Catching Up With Dora Baghriche Whose New Fragrance Can Make You Smell Powerful & Popular


Paco Rabanne recently launched FAME, a playful and sensorial feminine fragrance, with a campaign that features American actress Elle Fanning. The new fragrance comes bottled in avant-garde metallic packaging and features a star-studded cast of notes that have never played together in a fragrance. It’s addictive with its delicate scent and notes of succulent mango and pure jasmine. To know about the making of the perfume, we caught up with its lead perfumer Dora Baghriche who takes us through her journey of being a nose behind some of the most sought-after fragrances.

What does FAME remind you of?

Fame does not only remind me of glory and success but also of personal achievements. It makes me think about all the women who have made an impact – from mothers to sisters, sportswomen, artists, and all those who have turned their vulnerability into incredible power.

How is FAME different from all the other fragrances that you have worked on?

In FAME, there is a real Paco Rabanne signature in terms of style, creative ideas and star ingredients. And several avant-garde elements that we cannot find in another fragrance. A notion of inclusiveness too, dear to the Paco Rabanne house ever since the beginning. FAME is about what transcends time – when we speak of famous things, these are things that belong to history, and that will remain.

Your first scent memory?

I grew up in Algiers (the capital city of Algeria), I lived in a bucolic street called “street of the pines”. This street is lined by majestic pine trees. Every day when I came back from school, I observed these huge trees, and I smelled their woody fresh, balsamic, and resinous smells. Their invigorating scents mingled with the solar fragrance of the jasmine flowers in my garden. This beautiful Mediterranean scent is my childhood memory.

What does happiness smell like?

Recently, while working on the last Paco Rabanne fragrance, FAME, I had the chance to go to Grasse, in the south of France, and visit jasmine fields. When I took part in the early morning picking, it was an incredible moment for me. The smell of the flowers, blended with the Mediterranean air which reminded me of my childhood, filled me with peace and joy.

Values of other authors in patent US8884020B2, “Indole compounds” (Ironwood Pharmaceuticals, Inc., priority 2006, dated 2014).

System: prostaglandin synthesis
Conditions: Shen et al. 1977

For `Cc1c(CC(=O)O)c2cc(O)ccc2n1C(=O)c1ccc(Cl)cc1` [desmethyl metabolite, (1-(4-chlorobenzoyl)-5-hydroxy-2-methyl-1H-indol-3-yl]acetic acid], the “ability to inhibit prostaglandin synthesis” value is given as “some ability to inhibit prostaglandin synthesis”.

Love smells like?

Almond! In France, we offer sugared almonds (dragée) during weddings. It’s the smell of tenderness. Therefore, I like to associate these delicate tender notes with roses and white flowers.

Your ideal vacation smells like?

My favourite place I’ve visited so far is the Aeolian Archipelago. It’s a group of small volcanic islands in the north of Sicily, barely inhabited. The name of the archipelago comes from the Greek God of wind, Aeolus, due to the warm, salty, and powerful wind which blows there, and carries the smell of grapes, olives, thyme and heliotrope that grows there for centuries.

The scent of your home/ my home smells like…?

I am particularly fond of the white sage purification sticks. Their reassuring fumes surround me, and I feel in a cocoon of serenity.

The smell you relate to when you’re low?

The smell of my library in my parent’s country house, and it smells of books, wood, and ink. I love reading. When I can’t go there, Bois Farine from l’Artisan Parfumeur reminds me of it. It is a true olfactive gem.

The first thing you smell in the morning?

My day starts with a cup of black coffee. Maybe I just smell it more than the average.

The last thing you smell before going to bed?

The smell of my beloved companion.

Ideal future plan smells like?

A beautiful island in Greece: Marine notes blended with aromatic notes, heated by warm woods.

A fragrance that you like that is usually not liked by others?

The note of ambrette (musk mallow) used to be considered as old school, almost forgotten. When I started to work with it, I defied myself, trying to make it popular again. I’m glad it is done with Glossier You.

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